This past weekend was a rather productive one considering it rained most of Sunday. I made my way to the Shelburne Farm and Garden early on Saturday morning picking up a few plants, mostly for the newer perennial garden. I completely weeded out the raspberries and the garlic patches plus planting all of my new plants by noon. The dock growing in every bed is beginning to get to me since I have to use a shovel to get each one out. The roots are all about a foot long now. Dandelions everywhere, but when there are so many of them it’s rather pretty.
Cleomes were planted in the perennial bed, my all time favorite annual. The garden center had some nice ones so I planted them in with the Echinacea . I was disappointed with things not coming up but I think I’ve just been impatient. Everything in the perennial beds is up as I remembered it being planted and it’s beginning to fill in. I have been checking for the jack-in-a-pulpits on the north side of the house for a couple of weeks now and hadn’t seen them until yesterday. They have been there the entire time we’ve been at the house so I would be disappointed if they were gone.
I bought an eggplant because I had never even seen one grown before last summer. It’s been planted in a flower bed. I will be putting asparagus into the north end of the vegetable garden this year, probably planting it on Wednesday. I either had to plant it there or start an entirely new bed. I couldn’t figure out where to put a new bed and figured committing space in the garden for the asparagus was worthwhile (it’s a 20 year commitment). I’ll just have to till the rest of the garden with that in mind.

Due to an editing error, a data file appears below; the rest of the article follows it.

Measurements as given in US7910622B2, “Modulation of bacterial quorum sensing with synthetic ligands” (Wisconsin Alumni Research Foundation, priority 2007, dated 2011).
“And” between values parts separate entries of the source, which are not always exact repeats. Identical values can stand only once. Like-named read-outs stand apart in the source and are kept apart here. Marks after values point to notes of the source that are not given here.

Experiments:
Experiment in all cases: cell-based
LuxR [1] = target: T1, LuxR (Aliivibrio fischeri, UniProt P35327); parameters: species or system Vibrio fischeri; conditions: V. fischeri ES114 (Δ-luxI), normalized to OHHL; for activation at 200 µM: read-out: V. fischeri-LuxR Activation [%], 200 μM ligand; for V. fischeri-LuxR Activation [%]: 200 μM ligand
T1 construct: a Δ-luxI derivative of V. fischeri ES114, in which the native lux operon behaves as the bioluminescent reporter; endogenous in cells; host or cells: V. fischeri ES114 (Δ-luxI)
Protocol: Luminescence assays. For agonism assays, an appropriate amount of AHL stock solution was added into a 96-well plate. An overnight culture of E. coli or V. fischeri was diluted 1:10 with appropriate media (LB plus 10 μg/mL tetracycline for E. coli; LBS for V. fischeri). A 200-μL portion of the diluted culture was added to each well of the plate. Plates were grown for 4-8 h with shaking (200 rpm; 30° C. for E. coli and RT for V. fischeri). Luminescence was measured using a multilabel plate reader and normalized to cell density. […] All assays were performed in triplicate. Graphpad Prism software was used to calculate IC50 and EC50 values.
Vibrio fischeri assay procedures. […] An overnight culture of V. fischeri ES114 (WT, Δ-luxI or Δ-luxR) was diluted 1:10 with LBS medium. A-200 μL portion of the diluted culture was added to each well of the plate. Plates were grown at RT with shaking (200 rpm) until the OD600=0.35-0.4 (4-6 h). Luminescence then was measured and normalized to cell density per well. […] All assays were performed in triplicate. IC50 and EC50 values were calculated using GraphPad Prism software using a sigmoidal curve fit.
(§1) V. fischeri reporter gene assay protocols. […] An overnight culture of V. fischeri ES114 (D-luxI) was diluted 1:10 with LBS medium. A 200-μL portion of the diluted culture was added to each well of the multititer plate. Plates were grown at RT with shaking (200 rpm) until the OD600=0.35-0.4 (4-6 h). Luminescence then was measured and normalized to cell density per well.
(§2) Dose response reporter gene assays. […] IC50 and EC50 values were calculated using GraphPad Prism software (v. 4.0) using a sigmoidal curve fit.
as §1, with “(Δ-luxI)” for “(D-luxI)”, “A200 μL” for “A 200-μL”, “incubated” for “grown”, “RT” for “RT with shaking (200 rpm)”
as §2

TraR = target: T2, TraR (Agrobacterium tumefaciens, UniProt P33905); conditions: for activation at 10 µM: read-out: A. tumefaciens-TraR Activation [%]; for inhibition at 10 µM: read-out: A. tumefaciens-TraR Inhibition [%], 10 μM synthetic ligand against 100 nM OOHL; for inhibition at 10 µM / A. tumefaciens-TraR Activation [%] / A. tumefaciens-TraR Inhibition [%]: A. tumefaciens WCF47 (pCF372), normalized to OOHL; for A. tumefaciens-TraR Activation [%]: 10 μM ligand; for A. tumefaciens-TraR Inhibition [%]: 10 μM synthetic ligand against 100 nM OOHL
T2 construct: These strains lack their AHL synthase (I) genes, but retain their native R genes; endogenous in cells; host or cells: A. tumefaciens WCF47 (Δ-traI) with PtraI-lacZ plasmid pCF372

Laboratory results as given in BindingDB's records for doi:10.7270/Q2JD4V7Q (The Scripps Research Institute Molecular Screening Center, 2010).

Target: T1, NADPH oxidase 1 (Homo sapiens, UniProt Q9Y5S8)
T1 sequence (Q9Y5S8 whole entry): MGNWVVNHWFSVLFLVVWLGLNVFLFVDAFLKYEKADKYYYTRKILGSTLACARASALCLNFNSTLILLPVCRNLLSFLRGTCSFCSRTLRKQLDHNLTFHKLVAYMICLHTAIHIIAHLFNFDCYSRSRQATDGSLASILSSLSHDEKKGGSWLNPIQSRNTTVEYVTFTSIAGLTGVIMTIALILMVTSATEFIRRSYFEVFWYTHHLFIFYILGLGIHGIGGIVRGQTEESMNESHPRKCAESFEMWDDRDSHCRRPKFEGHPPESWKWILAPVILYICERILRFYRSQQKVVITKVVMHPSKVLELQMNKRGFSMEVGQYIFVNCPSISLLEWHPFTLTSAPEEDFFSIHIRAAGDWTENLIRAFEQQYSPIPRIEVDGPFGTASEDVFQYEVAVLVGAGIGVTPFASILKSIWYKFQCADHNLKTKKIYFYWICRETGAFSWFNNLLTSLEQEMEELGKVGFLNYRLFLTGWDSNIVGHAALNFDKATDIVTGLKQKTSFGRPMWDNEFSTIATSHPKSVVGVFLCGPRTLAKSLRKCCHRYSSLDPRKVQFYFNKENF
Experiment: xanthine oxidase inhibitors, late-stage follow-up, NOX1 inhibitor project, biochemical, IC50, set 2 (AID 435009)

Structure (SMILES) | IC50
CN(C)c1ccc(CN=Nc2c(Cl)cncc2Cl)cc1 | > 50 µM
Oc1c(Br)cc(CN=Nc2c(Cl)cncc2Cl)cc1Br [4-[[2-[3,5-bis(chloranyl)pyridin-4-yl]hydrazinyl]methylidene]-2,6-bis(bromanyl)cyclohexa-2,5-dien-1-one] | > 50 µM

I tilled the garden on Sunday morning in between a couple of showers and swarms of black flies. I had to get it done. I also did a little soil test to see where the ph was and was pleased to see it was in a tolerable range. I’d been worried that I was trying to grow plants that were just too unhappy with the soil conditions but it would appear that things are much better than I had thought. I’ll hit it with some composted manure before I plant and continue rotating my plants every year. Rotation works well for me because I bore so easily, each year feels like a new garden (well it is but I try to make the layout completely different). Last year I had mostly rows going east/west, this year I will probably have more of a potager type. The new, experimental crops will be a dwarf popcorn and some purple string beans. For pole beans this year I will be interspersing Scarlet Runners with Kentucky Wonder I think. I love the flowers and so do the birds, bees and hummingbird moths. Sharing my garden with these creatures is really what it’s all about for me. Of course ask me again right after the raccoons destroy my corn. Still unsure if I will do teepees for the pole beans or do a long trellis like I did a few years ago. I will have to see what kind of saplings I can find in the woods.
The only things that will planted in the next week or so will be the asparagus, potatoes and onions. Everything else will wait until the weekend of June 1st. I’m always so over-anxious to get things into the ground I often put seeds in earth that is just too cold. One more week won’t make that much of a difference. I will be starting basil and nasturtiums in pots to scatter around the gardens. I usually plant the nasturtiums in the garden but have found that they are difficult to weed around as they get going and they look great cascading over the sides of pedestal pots.
The photograph really makes my garden look rather small, in reality it is about 20′ x 50′, so it’s a pretty good size. I haven’t put up the fence posts yet for my caution tape fence. Chester spent a good deal of time yesterday in that fine tilled soil – he loves it. You can imagine what he looked like after rolling around in it while it was raining. And once again he has photobombed my pictures – he sincerely thinks he should be in every shot.